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Chemical and physical characteristics of diamond crystals from Garnet Lake, Sarfartoq, West Greenland; an association with carbonatitic magmatism

Mark T. Hutchison and Larry M. Heaman
Chemical and physical characteristics of diamond crystals from Garnet Lake, Sarfartoq, West Greenland; an association with carbonatitic magmatism (in The mineralogy and petrology of carbonatites; a tribute to John Gittins, Roger H. Mitchell (prefacer), Anton R. Chakhmouradian (prefacer) and David R. Lentz (prefacer))
The Canadian Mineralogist (August 2008) 46 (4): 1063-1078

Abstract

A shallow-dipping kimberlite-ultramafic lamprophyre sheet at Garnet Lake, Sarfartoq, West Greenland, contains diamond crystals in abundance. The crystals are most commonly colorless, and irregular or octahedral in shape. Nitrogen concentrations are unusually high, averaging 1100 ppm, compared to diamond crystals from elsewhere; the nitrogen is not strongly aggregated, however, averaging 26% IaB. This observation points to a short residence-time in the mantle, low temperature of mantle residence, or likely a combination of both conditions. Evidence of two populations is apparent in the relative abundance of different states of aggregation of the nitrogen in the stones. The common octahedral morphologies constrain the minimum temperature of formation for the majority of the crystals to 1375 degrees C, assuming a 41 mWm (super -2) geotherm. Nitrogen concentrations and aggregation states only allow for very short residence-times, however, up to 1 Ma at this temperature. Hence a model of diamond formation quickly followed by ponding within a shallower, cooler mantle at a temperature of approximately 1252 degrees C, supported by the tight clustering of associated mantle xenoliths, is preferred. Under these cooler conditions, the unusually high concentrations of nitrogen, combined with relatively low aggregation, give a calculated spread of diamond residence up to a maximum of 42.3 Ma. An emplacement age of 568+ or -11 Ma (2sigma ) obtained for the Garnet Lake kimberlite is based on the weighted average (super 207) Pb/ (super 206) Pb age for two perovskite fractions. This age is coincident with revised data on emplacement of the neighboring 565 Ma Sarfartoq carbonatite complex. Combined with diamond residence-time, the maximum likely age for diamond formation is ca. 610 Ma. Geographic and petrological similarities between kimberlitic hosts and the Sarfartoq carbonatite are apparent; in view of the close temporal similarity, we propose that CO (sub 2) -rich fertilization of mantle rocks giving rise to the formation of diamond has in this case assisted in the subsequent production of carbonatite magmatism and associated kimberlitic melts acting as transporting medium for the diamond.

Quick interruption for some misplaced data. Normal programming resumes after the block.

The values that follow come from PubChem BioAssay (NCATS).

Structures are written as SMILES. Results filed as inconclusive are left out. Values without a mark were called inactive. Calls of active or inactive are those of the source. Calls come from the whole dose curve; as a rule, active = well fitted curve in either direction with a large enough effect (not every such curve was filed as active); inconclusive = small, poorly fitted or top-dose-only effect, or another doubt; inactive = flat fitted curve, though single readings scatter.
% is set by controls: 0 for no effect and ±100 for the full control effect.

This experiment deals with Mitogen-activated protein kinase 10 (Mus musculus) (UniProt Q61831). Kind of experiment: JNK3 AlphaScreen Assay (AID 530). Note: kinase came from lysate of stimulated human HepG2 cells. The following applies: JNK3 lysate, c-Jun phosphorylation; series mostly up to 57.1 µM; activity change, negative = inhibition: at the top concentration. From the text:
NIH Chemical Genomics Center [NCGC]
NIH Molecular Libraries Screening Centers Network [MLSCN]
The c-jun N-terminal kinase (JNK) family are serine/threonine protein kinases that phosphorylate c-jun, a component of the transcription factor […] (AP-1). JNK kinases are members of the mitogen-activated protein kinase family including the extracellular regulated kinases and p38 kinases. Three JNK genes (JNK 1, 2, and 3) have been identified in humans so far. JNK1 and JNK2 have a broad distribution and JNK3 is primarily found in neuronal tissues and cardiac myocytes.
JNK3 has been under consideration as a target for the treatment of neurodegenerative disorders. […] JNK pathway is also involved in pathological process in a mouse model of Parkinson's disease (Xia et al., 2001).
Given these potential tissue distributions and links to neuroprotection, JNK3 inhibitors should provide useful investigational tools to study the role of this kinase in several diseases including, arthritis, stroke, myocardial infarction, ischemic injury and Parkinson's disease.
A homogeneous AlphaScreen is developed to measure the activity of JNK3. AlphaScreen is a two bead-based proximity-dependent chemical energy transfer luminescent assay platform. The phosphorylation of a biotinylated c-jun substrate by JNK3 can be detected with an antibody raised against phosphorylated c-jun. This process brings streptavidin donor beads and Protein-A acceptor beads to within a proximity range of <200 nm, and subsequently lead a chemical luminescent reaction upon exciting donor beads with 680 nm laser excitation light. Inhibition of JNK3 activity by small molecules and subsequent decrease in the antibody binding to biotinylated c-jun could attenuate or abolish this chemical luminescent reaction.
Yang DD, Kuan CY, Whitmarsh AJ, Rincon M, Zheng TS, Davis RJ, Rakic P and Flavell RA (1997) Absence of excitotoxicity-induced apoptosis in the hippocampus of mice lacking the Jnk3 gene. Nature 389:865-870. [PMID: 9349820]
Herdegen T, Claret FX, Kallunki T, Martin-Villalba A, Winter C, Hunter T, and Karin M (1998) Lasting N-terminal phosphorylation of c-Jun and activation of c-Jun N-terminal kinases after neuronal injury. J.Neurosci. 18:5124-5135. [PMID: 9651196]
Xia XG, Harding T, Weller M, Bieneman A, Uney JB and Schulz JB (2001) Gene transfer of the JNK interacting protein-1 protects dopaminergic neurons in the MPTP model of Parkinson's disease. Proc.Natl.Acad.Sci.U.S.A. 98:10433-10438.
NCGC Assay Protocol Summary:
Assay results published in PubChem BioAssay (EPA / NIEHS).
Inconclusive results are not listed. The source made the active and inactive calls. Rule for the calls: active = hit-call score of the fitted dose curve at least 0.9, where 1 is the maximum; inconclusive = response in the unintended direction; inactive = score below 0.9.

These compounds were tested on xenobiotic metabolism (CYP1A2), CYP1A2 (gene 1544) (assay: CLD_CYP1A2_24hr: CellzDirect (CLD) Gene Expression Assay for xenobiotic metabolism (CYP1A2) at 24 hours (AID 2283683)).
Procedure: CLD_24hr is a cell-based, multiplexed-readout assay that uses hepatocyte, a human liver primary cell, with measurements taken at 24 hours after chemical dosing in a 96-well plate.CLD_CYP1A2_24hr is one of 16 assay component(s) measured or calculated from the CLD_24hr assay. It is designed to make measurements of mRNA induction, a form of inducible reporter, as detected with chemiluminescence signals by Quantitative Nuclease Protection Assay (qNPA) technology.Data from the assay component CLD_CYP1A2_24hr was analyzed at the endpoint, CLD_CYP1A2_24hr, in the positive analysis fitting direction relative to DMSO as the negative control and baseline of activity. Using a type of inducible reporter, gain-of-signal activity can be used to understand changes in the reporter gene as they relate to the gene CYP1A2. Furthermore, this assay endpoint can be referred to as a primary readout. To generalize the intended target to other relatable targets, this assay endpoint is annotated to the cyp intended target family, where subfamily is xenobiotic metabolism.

ISSN: 0008-4476
EISSN: 1499-1276
Coden: CAMIA6
Serial Title: The Canadian Mineralogist
Serial Volume: 46
Serial Issue: 4
Title: Chemical and physical characteristics of diamond crystals from Garnet Lake, Sarfartoq, West Greenland; an association with carbonatitic magmatism
Title: The mineralogy and petrology of carbonatites; a tribute to John Gittins
Author(s): Hutchison, Mark T.Heaman, Larry M.
Author(s): Mitchell, Roger H.prefacer
Author(s): Chakhmouradian, Anton R.prefacer
Author(s): Lentz, David R.prefacer
Affiliation: Geological Survey of Denmark and Greenland, Copenhagen, Denmark
Affiliation: Lakehead University, Thunder Bay, ON, Canada
Pages: 1063-1078
Published: 200808
Text Language: English
Publisher: Mineralogical Association of Canada, Ottawa, ON, Canada
References: 58
Accession Number: 2009-013094
Categories: Mineralogy of non-silicatesGeochronology
Document Type: Serial
Bibliographic Level: Analytic
Illustration Description: illus. incl. 4 tables, sketch map
N60°00'00" - N65°00'00", W56°00'00" - W47°00'00"
Secondary Affiliation: University of Manitoba, CAN, CanadaUniversity of New Brunswick, CAN, CanadaUniversity of Alberta, CAN, Canada
Country of Publication: Canada
Secondary Affiliation: GeoRef, Copyright 2017, American Geosciences Institute. Abstract, copyright, Mineralogical Association of Canada. Reference includes data from GeoScienceWorld, Alexandria, VA, United States
Update Code: 200908
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